Urodynamic investigations look at the function of your bladder and its relationship to the pelvic floor. This is usually performed by the Urogynaecology Nurse Specialist and will provide your Consultant with information on how your bladder fills, stores urine and subsequently empties.
Before you arrive
Please complete the enclosed fluid diary. It is important to be as accurate as possible and fluid intake needs to reflect your normal day-to-day habits. This will help us to see how your bladder functions in every day life. If you are unable to measure fluid every time, it is better to put a tick rather than not record anything.
The following medications may affect test results.
PLEASE STOP TAKING THEM TWO WEEKS BEFORE YOUR APPOINTMENT UNLESS YOU HAVE BEEN TOLD OTHERWISE.
- Tolterodine / Detrusitol
- Fesoterodine / Toviaz
- Trospium Chloride / Regurin
- Darifenacin / Emselex
- Propiverine / Detrunorm
- Solifenacin / Vesicare
- Oxybutynin / Ditropan / Lyrinel / Kentera patch
- Duloxetine / Yentreve - must be reduced slowly over 4 weeks
PLEASE NOTE Duloxetine / Yentreve should NOT be stopped if previously prescribed for non-bladder related conditions.
Amitriptyline – must be reduced slowly PLEASE NOTE –– should NOT be stopped if previously prescribed for non-bladder related conditions
Do NOT stop any other prescribed medicines
We are unable to perform the test if you have a urine infection. If you suspect that you have an infection, please visit your GP and have your urine tested and, if necessary, treated. We will re-book the appointment once the infection has cleared.
You may eat normally prior to the test. The test takes approximately 45 minutes. Please remember to arrive with a comfortably full bladder. You will be asked to empty your bladder into a special commode (flowmeter) - in private - to assess your urinary flow. Your urine will then be tested to exclude urinary infection.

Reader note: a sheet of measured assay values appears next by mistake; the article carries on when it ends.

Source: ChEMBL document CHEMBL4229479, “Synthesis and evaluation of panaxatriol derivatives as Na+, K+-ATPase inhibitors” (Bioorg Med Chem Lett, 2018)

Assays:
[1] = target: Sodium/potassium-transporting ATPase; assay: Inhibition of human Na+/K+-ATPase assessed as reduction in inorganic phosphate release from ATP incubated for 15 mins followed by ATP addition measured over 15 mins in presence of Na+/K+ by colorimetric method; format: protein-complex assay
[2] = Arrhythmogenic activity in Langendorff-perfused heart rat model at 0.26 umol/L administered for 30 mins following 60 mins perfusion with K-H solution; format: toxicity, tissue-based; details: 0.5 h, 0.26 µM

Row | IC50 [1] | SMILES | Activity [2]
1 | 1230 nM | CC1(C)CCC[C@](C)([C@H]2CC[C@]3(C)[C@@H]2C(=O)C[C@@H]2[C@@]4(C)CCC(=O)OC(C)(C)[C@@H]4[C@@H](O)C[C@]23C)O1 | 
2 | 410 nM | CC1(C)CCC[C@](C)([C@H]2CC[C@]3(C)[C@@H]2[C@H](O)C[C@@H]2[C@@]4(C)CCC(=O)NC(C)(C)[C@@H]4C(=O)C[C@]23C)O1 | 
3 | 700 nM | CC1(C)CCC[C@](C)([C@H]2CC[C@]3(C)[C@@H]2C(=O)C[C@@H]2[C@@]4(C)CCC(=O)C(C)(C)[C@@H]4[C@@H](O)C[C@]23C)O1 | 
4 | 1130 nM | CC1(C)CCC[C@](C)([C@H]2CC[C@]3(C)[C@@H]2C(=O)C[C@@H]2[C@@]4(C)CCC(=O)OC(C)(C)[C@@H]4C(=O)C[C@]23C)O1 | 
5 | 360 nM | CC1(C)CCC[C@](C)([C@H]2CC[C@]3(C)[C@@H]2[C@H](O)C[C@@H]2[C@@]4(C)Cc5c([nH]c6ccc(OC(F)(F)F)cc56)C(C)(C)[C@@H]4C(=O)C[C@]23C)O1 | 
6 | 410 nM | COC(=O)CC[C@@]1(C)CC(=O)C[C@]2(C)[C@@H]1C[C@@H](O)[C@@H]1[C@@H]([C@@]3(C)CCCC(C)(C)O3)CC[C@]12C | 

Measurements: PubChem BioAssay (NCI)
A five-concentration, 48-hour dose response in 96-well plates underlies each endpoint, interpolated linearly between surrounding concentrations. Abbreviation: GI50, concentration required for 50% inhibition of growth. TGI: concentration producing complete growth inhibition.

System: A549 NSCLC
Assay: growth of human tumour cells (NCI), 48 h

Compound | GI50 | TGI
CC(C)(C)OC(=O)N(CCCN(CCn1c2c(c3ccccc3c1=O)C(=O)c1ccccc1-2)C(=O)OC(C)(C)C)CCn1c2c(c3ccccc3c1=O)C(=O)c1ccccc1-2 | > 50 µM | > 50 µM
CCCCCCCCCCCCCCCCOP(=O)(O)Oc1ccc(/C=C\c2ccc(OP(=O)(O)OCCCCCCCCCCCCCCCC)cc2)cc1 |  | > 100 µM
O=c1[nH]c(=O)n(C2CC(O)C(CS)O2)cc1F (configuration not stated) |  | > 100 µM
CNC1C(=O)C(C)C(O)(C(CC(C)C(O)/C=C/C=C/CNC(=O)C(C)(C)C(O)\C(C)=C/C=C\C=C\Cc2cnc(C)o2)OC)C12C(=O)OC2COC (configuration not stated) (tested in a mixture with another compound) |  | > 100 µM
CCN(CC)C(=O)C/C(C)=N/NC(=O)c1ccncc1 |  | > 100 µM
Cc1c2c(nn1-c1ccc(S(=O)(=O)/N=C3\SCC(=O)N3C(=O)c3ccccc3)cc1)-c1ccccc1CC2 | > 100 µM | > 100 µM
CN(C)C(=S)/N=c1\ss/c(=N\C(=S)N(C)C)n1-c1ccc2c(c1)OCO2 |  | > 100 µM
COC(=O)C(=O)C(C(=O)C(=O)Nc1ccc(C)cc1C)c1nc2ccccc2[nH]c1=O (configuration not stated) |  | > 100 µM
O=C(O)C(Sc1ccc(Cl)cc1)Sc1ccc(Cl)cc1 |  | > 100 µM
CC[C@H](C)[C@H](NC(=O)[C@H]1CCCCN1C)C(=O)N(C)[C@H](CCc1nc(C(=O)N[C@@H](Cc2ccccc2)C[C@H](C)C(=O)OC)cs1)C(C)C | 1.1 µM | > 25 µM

A small catheter with a pressure line connected to it will be passed into your bladder via the urethra (water pipe). A small pressure line is also inserted into your back passage, or vagina. This is to measure the pressure within your abdomen. Having these tubes inserted is not painful but you may find this a little uncomfortable. Once they are in place, the bladder is filled with sterile fluid via the catheter. The pressure lines allow us to monitor how your bladder behaves during filling thus providing an understanding of your bladder sensation.
When your bladder is full, the filling catheter will be removed leaving the pressure lines in place. You will be asked to stand, cough, bear down and listen to running water to test the bladder further. You will then be asked to pass urine in the flowmeter. Both pressure lines from the bladder and back passage will then be removed.
During the investigation every effort will be made to ensure a minimum of discomfort and a maximum of privacy. With your consent, a doctor/nurse who is training in Urodynamics may be present.
Following the test
You may find passing urine slightly uncomfortable and more frequent for the next day or two. We recommend that you increase your fluid intake for the following 24-48 hours. This will flush out your bladder and help prevent infection. Should you develop a burning sensation on passing urine that does not subside after 48hours and/or a fever, you may have developed a urine infection. You should contact your GP surgery and inform them that you have recently had a Urodynamics test. A course of antibiotics may be necessary.
This page is intended to give you additional information to that received from a healthcare professional.
If you would like any further information, or would like to discuss the test, please contact the:
Urogynaecology Nurse Specialist
Please leave your name and contact number with a short message and we will return the call as soon as possible (although this may not be the same day).